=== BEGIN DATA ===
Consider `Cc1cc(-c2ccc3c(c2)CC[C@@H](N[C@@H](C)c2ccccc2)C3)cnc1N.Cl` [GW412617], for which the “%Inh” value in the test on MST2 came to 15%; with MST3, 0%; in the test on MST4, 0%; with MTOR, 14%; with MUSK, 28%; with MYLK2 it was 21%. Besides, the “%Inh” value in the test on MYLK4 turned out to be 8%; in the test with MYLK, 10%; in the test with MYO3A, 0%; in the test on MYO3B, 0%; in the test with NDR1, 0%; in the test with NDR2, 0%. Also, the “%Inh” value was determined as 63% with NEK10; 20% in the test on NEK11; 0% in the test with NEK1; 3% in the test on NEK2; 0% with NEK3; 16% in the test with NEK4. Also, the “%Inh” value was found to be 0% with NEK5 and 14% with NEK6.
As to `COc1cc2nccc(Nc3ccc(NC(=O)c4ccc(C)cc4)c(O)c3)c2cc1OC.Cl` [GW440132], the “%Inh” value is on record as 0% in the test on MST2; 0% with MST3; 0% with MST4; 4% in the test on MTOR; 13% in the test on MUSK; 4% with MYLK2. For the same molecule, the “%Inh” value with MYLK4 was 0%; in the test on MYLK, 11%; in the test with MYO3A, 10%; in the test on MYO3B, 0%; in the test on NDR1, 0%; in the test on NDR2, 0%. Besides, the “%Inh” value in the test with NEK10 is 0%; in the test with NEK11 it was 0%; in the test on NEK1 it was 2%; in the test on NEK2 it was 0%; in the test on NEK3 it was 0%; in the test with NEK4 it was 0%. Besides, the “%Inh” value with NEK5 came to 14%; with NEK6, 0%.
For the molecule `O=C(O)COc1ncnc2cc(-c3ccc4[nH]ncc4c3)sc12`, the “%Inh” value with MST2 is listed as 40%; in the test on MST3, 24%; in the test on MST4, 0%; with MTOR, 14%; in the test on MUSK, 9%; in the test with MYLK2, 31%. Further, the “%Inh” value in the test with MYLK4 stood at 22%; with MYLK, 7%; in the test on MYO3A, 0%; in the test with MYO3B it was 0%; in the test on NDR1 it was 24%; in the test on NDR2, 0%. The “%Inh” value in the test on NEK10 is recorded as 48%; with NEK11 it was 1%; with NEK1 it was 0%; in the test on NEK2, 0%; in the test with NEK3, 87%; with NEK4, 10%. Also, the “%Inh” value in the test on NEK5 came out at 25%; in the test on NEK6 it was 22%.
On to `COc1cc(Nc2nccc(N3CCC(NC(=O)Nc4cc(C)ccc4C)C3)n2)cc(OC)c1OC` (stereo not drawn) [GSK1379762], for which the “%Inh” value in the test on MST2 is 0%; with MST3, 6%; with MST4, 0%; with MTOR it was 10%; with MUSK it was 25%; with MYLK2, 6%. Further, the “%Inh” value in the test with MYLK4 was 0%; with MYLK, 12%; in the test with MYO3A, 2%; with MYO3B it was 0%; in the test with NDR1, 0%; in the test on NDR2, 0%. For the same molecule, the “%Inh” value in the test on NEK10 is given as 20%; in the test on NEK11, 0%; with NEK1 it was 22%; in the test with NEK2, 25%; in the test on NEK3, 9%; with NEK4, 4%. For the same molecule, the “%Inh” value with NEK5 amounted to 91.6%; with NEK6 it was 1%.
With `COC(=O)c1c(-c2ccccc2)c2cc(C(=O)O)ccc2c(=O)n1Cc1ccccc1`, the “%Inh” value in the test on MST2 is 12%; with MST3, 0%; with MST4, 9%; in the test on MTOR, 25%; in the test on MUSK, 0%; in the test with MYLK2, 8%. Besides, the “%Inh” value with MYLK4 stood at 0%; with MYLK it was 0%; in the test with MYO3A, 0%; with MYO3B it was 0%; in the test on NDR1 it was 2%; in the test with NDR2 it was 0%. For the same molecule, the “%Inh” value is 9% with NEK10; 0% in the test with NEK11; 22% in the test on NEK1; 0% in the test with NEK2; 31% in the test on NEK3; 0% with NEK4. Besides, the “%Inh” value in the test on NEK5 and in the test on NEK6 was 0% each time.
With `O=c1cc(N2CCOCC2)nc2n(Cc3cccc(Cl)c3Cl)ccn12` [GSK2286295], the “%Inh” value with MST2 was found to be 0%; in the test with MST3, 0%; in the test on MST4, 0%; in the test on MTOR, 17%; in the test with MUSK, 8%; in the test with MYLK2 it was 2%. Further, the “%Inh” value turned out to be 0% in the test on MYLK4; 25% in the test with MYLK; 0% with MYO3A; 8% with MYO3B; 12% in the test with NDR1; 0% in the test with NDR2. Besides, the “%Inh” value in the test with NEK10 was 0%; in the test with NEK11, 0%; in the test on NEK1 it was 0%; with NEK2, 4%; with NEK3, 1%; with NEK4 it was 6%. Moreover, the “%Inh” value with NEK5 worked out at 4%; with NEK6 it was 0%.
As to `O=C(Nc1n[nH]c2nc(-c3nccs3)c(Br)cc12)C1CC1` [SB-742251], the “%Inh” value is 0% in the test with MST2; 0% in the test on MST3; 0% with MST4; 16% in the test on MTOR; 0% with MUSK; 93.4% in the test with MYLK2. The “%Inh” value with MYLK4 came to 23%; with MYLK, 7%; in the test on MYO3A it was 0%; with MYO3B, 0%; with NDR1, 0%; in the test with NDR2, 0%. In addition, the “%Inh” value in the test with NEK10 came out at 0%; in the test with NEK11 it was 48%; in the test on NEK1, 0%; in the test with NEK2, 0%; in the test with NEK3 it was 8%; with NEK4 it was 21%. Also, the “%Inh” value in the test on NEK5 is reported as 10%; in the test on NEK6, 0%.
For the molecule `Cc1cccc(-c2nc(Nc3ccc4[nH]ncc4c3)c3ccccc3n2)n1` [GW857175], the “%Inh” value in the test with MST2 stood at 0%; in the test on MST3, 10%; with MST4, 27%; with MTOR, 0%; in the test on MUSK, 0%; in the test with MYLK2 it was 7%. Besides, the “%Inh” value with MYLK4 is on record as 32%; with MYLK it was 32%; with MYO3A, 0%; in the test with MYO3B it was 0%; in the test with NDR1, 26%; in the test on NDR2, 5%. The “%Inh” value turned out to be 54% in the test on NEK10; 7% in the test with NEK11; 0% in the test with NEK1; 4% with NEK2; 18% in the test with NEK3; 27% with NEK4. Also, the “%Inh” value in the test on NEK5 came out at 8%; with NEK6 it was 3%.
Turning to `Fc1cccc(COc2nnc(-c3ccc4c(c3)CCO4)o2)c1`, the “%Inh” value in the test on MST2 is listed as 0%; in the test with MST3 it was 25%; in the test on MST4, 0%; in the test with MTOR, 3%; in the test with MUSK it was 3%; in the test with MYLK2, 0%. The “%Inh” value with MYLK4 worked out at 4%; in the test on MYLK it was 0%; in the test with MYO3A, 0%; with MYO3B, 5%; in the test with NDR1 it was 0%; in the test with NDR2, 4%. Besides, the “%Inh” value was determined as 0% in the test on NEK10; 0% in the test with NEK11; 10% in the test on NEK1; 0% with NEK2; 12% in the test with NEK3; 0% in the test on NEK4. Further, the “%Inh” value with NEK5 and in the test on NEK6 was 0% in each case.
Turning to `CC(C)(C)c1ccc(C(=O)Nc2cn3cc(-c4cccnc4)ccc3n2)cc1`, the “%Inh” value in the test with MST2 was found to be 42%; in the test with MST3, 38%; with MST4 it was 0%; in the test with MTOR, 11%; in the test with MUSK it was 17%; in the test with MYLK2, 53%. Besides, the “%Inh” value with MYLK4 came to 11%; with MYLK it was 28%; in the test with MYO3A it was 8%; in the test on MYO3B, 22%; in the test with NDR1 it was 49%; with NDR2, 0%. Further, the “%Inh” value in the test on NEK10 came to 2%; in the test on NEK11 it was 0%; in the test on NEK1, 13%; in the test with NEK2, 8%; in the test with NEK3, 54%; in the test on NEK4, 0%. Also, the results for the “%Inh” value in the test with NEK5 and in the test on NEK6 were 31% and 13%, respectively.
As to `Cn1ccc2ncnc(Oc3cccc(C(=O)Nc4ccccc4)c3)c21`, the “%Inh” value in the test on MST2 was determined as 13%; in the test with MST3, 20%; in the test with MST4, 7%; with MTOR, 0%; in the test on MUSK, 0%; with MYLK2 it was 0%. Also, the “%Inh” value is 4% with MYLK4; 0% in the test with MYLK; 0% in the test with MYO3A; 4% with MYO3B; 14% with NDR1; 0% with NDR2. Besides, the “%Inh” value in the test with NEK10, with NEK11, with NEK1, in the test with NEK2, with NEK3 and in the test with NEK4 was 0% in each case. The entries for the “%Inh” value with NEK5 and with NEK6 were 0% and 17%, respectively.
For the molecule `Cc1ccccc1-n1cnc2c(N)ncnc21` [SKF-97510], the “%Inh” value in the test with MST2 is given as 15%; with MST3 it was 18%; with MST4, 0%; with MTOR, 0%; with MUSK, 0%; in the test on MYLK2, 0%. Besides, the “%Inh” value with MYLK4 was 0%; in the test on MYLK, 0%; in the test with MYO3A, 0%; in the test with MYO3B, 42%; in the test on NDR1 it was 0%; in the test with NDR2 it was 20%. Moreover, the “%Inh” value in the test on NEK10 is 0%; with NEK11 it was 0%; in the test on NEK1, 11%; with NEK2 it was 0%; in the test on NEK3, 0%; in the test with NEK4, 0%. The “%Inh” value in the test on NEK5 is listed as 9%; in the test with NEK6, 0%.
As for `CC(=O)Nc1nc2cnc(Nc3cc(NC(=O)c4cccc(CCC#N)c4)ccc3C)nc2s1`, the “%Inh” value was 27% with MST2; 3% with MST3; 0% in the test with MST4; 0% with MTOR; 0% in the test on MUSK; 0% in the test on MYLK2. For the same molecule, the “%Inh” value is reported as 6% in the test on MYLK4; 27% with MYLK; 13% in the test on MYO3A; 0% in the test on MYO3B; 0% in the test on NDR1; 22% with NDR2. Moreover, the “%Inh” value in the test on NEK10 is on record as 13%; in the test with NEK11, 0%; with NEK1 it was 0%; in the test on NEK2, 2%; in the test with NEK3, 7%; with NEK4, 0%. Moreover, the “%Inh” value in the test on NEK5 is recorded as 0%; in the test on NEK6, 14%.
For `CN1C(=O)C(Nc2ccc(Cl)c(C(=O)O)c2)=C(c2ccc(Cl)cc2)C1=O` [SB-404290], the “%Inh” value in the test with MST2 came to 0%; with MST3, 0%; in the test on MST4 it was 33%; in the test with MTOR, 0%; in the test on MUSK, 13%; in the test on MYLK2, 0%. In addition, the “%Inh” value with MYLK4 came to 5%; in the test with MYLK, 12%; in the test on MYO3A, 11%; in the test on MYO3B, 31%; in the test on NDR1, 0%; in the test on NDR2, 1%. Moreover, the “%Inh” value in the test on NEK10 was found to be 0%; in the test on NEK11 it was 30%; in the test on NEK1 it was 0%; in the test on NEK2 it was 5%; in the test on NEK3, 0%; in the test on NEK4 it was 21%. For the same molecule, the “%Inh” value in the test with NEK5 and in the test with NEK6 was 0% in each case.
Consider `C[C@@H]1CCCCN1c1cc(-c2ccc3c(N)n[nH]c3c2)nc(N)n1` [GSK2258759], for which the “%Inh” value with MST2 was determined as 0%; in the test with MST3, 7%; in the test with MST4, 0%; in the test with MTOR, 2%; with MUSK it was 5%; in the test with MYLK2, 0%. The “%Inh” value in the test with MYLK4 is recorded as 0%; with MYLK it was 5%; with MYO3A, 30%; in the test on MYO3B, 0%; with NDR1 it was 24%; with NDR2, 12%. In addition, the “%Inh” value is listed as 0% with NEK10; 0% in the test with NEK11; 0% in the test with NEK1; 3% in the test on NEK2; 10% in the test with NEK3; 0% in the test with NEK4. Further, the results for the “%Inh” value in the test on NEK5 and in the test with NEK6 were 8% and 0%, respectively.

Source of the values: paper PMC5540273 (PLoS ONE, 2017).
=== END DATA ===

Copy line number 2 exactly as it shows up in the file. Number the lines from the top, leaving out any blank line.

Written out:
As to `COc1cc2nccc(Nc3ccc(NC(=O)c4ccc(C)cc4)c(O)c3)c2cc1OC.Cl` [GW440132], the “%Inh” value is on record as 0% in the test on MST2; 0% with MST3; 0% with MST4; 4% in the test on MTOR; 13% in the test on MUSK; 4% with MYLK2. For the same molecule, the “%Inh” value with MYLK4 was 0%; in the test on MYLK, 11%; in the test with MYO3A, 10%; in the test on MYO3B, 0%; in the test on NDR1, 0%; in the test on NDR2, 0%. Besides, the “%Inh” value in the test with NEK10 is 0%; in the test with NEK11 it was 0%; in the test on NEK1 it was 2%; in the test on NEK2 it was 0%; in the test on NEK3 it was 0%; in the test with NEK4 it was 0%. Besides, the “%Inh” value with NEK5 came to 14%; with NEK6, 0%.